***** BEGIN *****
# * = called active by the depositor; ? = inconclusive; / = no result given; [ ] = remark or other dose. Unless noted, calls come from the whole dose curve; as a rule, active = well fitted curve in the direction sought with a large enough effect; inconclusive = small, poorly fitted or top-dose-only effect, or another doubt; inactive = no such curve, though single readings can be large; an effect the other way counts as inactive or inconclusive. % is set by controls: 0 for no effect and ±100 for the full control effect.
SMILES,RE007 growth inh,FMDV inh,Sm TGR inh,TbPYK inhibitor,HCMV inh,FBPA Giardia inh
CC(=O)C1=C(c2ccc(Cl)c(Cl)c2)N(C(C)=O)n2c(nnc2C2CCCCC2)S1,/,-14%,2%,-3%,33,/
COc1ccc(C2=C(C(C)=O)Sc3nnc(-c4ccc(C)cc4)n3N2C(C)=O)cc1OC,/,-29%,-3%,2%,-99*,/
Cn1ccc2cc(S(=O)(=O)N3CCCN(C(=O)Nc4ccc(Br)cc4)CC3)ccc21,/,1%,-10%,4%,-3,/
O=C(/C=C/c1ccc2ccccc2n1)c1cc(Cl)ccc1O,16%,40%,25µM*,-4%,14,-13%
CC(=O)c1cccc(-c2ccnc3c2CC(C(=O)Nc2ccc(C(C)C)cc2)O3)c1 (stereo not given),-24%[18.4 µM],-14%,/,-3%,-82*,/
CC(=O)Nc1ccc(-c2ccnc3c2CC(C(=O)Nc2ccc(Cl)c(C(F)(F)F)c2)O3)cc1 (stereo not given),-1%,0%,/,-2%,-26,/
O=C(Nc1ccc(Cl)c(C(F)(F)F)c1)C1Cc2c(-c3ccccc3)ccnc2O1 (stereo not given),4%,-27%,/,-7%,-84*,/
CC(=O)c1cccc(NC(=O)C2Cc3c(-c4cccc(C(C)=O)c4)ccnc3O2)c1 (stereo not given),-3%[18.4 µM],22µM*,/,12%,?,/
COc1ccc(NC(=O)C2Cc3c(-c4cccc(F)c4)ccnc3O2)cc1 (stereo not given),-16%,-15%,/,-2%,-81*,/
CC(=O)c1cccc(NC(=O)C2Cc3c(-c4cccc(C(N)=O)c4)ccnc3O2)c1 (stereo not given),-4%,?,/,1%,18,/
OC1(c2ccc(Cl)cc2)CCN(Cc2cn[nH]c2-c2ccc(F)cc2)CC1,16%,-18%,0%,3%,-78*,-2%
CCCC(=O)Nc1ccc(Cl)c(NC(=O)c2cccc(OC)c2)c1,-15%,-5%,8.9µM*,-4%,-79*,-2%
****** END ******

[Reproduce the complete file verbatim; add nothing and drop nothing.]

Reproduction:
# * = called active by the depositor; ? = inconclusive; / = no result given; [ ] = remark or other dose. Unless noted, calls come from the whole dose curve; as a rule, active = well fitted curve in the direction sought with a large enough effect; inconclusive = small, poorly fitted or top-dose-only effect, or another doubt; inactive = no such curve, though single readings can be large; an effect the other way counts as inactive or inconclusive. % is set by controls: 0 for no effect and ±100 for the full control effect.
SMILES,RE007 growth inh,FMDV inh,Sm TGR inh,TbPYK inhibitor,HCMV inh,FBPA Giardia inh
CC(=O)C1=C(c2ccc(Cl)c(Cl)c2)N(C(C)=O)n2c(nnc2C2CCCCC2)S1,/,-14%,2%,-3%,33,/
COc1ccc(C2=C(C(C)=O)Sc3nnc(-c4ccc(C)cc4)n3N2C(C)=O)cc1OC,/,-29%,-3%,2%,-99*,/
Cn1ccc2cc(S(=O)(=O)N3CCCN(C(=O)Nc4ccc(Br)cc4)CC3)ccc21,/,1%,-10%,4%,-3,/
O=C(/C=C/c1ccc2ccccc2n1)c1cc(Cl)ccc1O,16%,40%,25µM*,-4%,14,-13%
CC(=O)c1cccc(-c2ccnc3c2CC(C(=O)Nc2ccc(C(C)C)cc2)O3)c1 (stereo not given),-24%[18.4 µM],-14%,/,-3%,-82*,/
CC(=O)Nc1ccc(-c2ccnc3c2CC(C(=O)Nc2ccc(Cl)c(C(F)(F)F)c2)O3)cc1 (stereo not given),-1%,0%,/,-2%,-26,/
O=C(Nc1ccc(Cl)c(C(F)(F)F)c1)C1Cc2c(-c3ccccc3)ccnc2O1 (stereo not given),4%,-27%,/,-7%,-84*,/
CC(=O)c1cccc(NC(=O)C2Cc3c(-c4cccc(C(C)=O)c4)ccnc3O2)c1 (stereo not given),-3%[18.4 µM],22µM*,/,12%,?,/
COc1ccc(NC(=O)C2Cc3c(-c4cccc(F)c4)ccnc3O2)cc1 (stereo not given),-16%,-15%,/,-2%,-81*,/
CC(=O)c1cccc(NC(=O)C2Cc3c(-c4cccc(C(N)=O)c4)ccnc3O2)c1 (stereo not given),-4%,?,/,1%,18,/
OC1(c2ccc(Cl)cc2)CCN(Cc2cn[nH]c2-c2ccc(F)cc2)CC1,16%,-18%,0%,3%,-78*,-2%
CCCC(=O)Nc1ccc(Cl)c(NC(=O)c2cccc(OC)c2)c1,-15%,-5%,8.9µM*,-4%,-79*,-2%